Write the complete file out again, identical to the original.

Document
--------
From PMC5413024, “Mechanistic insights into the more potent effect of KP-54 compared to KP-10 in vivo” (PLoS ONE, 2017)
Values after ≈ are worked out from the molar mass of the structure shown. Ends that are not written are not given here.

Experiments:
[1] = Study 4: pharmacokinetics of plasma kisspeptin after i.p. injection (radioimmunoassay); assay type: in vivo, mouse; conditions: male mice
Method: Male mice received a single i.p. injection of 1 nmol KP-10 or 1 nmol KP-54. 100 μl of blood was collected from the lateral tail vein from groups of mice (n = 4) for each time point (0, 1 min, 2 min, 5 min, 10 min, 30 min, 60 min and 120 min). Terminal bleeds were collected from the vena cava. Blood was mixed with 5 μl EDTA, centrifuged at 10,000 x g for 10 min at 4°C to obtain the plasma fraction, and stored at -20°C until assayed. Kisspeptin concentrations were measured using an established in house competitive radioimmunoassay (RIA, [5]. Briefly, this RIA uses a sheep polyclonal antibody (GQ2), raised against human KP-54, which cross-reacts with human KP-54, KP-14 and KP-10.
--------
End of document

From PMC5413024, “Mechanistic insights into the more potent effect of KP-54 compared to KP-10 in vivo” (PLoS ONE, 2017)
Values after ≈ are worked out from the molar mass of the structure shown. Ends that are not written are not given here.

Experiments:
[1] = Study 4: pharmacokinetics of plasma kisspeptin after i.p. injection (radioimmunoassay); assay type: in vivo, mouse; conditions: male mice
Method: Male mice received a single i.p. injection of 1 nmol KP-10 or 1 nmol KP-54. 100 μl of blood was collected from the lateral tail vein from groups of mice (n = 4) for each time point (0, 1 min, 2 min, 5 min, 10 min, 30 min, 60 min and 120 min). Terminal bleeds were collected from the vena cava. Blood was mixed with 5 μl EDTA, centrifuged at 10,000 x g for 10 min at 4°C to obtain the plasma fraction, and stored at -20°C until assayed. Kisspeptin concentrations were measured using an established in house competitive radioimmunoassay (RIA, [5]. Briefly, this RIA uses a sheep polyclonal antibody (GQ2), raised against human KP-54, which cross-reacts with human KP-54, KP-14 and KP-10.